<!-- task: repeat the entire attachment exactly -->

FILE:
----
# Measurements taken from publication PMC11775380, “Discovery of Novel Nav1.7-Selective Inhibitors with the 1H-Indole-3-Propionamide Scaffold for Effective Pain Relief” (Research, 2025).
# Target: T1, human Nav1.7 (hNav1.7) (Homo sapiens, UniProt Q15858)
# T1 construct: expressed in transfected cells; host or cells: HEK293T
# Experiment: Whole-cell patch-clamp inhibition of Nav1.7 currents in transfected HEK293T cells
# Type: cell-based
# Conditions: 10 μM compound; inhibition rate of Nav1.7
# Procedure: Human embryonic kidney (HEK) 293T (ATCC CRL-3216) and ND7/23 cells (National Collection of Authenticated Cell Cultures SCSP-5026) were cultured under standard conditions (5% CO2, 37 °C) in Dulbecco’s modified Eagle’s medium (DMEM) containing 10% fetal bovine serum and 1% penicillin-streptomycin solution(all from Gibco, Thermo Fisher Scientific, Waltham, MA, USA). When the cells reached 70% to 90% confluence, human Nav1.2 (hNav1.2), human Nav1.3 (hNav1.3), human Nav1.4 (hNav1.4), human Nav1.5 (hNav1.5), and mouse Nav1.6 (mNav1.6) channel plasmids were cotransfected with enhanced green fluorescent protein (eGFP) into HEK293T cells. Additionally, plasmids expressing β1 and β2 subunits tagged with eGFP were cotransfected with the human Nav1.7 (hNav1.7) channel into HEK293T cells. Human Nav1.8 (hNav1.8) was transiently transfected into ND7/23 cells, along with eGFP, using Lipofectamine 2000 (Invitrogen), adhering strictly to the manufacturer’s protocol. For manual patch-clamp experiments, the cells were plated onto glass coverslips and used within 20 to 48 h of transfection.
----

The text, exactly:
# Measurements taken from publication PMC11775380, “Discovery of Novel Nav1.7-Selective Inhibitors with the 1H-Indole-3-Propionamide Scaffold for Effective Pain Relief” (Research, 2025).
# Target: T1, human Nav1.7 (hNav1.7) (Homo sapiens, UniProt Q15858)
# T1 construct: expressed in transfected cells; host or cells: HEK293T
# Experiment: Whole-cell patch-clamp inhibition of Nav1.7 currents in transfected HEK293T cells
# Type: cell-based
# Conditions: 10 μM compound; inhibition rate of Nav1.7
# Procedure: Human embryonic kidney (HEK) 293T (ATCC CRL-3216) and ND7/23 cells (National Collection of Authenticated Cell Cultures SCSP-5026) were cultured under standard conditions (5% CO2, 37 °C) in Dulbecco’s modified Eagle’s medium (DMEM) containing 10% fetal bovine serum and 1% penicillin-streptomycin solution(all from Gibco, Thermo Fisher Scientific, Waltham, MA, USA). When the cells reached 70% to 90% confluence, human Nav1.2 (hNav1.2), human Nav1.3 (hNav1.3), human Nav1.4 (hNav1.4), human Nav1.5 (hNav1.5), and mouse Nav1.6 (mNav1.6) channel plasmids were cotransfected with enhanced green fluorescent protein (eGFP) into HEK293T cells. Additionally, plasmids expressing β1 and β2 subunits tagged with eGFP were cotransfected with the human Nav1.7 (hNav1.7) channel into HEK293T cells. Human Nav1.8 (hNav1.8) was transiently transfected into ND7/23 cells, along with eGFP, using Lipofectamine 2000 (Invitrogen), adhering strictly to the manufacturer’s protocol. For manual patch-clamp experiments, the cells were plated onto glass coverslips and used within 20 to 48 h of transfection.